It's an interesting challenge in our mission of creating of architectural content based on common customer adoption patterns. That's very different from most of the traditional marketing activities usually associated with generating content for the sole purpose of positioning products for solutions. When you're basing the content on actual execution in solution delivery, you're cutting out the chuff. 

What's that mean?

It means that it's going to provide you with a way to implement a solution using open source technologies by focusing on the integrations, structures and interactions that actually have been proven to work. What's not included are any vendor promises that you'll find in normal marketing content. Those promised that when it gets down to implementation crunch time, might not fully deliver on their promises.

Enter the term Portfolio Architecture. 

Let's look at these architectures, how they're created and what value they provide for your solution designs.

Thursday, March 4, 2021

Business optimisation architecture - Example vaccine scheduling

business optimisation
Part 4 - Example vaccine scheduling

In the previous article from this series we looked at an example architecture for retail planning optimisation.

It started with laying out the process of how we've approached the use case by researching successful customer portfolio solutions as the basis for a generic architecture.

The specific example of how retail organisations can optimise delivery planning, employee rostering, and optimise task assignments was laid out in the architecture diagram.

This article continues on with another specific example that focuses on how retail stores around the world are helping deliver vaccinations through their pharmacies. It walks you through an example optimisation scenario showing how to provide for customer vaccine scheduling.

Monday, March 1, 2021

Business optimisation architecture - Example planning optimisation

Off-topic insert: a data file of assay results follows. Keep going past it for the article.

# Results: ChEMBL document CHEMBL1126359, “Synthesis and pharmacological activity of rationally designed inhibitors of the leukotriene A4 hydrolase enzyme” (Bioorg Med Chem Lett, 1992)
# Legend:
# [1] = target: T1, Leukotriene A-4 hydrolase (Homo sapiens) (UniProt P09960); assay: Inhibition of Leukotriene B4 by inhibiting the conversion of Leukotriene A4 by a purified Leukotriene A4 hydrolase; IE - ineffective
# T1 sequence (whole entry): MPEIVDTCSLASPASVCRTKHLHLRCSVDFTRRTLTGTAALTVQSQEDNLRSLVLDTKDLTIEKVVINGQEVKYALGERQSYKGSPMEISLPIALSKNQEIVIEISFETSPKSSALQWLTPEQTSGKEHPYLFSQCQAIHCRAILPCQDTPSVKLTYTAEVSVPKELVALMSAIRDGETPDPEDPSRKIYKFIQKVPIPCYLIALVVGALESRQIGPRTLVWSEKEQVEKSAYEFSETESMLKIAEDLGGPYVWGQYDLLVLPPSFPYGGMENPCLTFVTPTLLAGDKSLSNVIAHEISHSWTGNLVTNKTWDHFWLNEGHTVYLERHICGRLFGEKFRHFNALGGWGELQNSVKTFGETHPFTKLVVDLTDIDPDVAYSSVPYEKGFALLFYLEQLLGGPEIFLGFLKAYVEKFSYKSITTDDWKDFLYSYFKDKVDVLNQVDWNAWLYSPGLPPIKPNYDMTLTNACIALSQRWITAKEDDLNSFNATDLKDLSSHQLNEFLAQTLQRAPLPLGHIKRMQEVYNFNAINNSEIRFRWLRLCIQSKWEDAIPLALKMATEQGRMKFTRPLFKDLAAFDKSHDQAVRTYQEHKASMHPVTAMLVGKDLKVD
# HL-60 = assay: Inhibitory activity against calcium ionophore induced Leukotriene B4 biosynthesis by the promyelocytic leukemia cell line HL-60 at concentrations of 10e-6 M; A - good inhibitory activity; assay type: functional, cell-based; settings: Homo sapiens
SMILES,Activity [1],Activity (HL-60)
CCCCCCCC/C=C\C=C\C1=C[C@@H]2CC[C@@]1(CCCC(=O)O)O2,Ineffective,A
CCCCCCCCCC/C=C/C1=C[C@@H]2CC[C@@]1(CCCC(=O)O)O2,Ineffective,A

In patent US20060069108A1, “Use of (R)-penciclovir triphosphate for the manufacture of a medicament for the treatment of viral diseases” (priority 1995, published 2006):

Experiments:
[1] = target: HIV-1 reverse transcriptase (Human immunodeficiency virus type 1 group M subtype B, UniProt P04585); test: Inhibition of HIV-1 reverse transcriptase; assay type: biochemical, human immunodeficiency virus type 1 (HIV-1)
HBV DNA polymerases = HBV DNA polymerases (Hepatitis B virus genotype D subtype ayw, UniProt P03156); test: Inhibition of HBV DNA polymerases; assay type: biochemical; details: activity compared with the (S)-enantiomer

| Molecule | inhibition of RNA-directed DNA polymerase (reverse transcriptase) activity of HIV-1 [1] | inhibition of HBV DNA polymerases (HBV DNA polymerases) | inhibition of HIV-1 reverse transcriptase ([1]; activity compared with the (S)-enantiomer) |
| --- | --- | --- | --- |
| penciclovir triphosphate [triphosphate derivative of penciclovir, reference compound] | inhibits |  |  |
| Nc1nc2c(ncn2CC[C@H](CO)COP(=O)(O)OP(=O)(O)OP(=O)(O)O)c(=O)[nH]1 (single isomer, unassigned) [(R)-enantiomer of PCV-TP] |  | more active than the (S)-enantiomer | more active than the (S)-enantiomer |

business optimisation
Part 3 - Example planning optimisation

In our previous article from this series we shared the logical view of the business optimisation use case for retail stores.

The process was laid out how we've approached the use case and how portfolio solutions are the base for researching a generic architecture. 

It started with laying out the process of how we've approached the use case by researching successful customer portfolio solutions as the basis for a generic architecture.

Having completed our discussions on the logical view of the architecture, it's now time to look at a specific example.

This article walks you through an example optimisation scenario showing how expanding the previously discussed elements provides an architecture for your own optimisation scenarios.

Thursday, February 25, 2021

VU Alumni Spotlight - Open Key to Every Career (slides)

 As previously mentioned, I was invited to speak today as part of the VU alumni spotlight series. 

I spent the time sharing how being open can mean everything to your career. It's something that has been core to my journey throughout my working life and striving to help others only lifts your own path.

It's amazing to see how many people just need to slightly adjust their way of doing things to become that catalyst in another person's journey through life.

If you were unable to join, or just didn't have the time, no worries, I've posted the slides from the session online below.

Business optimisation architecture - Common architectural elements

business optimisation
Part 2 - Common architecture elements
In our previous article from this series we introduced a use case around business optimisation for retail stores.

The process was laid out how we've approached the use case and how portfolio solutions are the base for researching a generic architecture. 

The only thing left to cover was the order in which you'll be led through the details.

This article starts the real journey at the very top, with a generic architecture from which we'll discuss the common architectural elements one by one.

Monday, February 22, 2021

Business optimisation architecture - An introduction

business optimisation
Part 1 - An introduction
The last few years we have been digging deeply into the world of architectures with a focus on presenting access to ways of mapping successful implementations for specific use cases.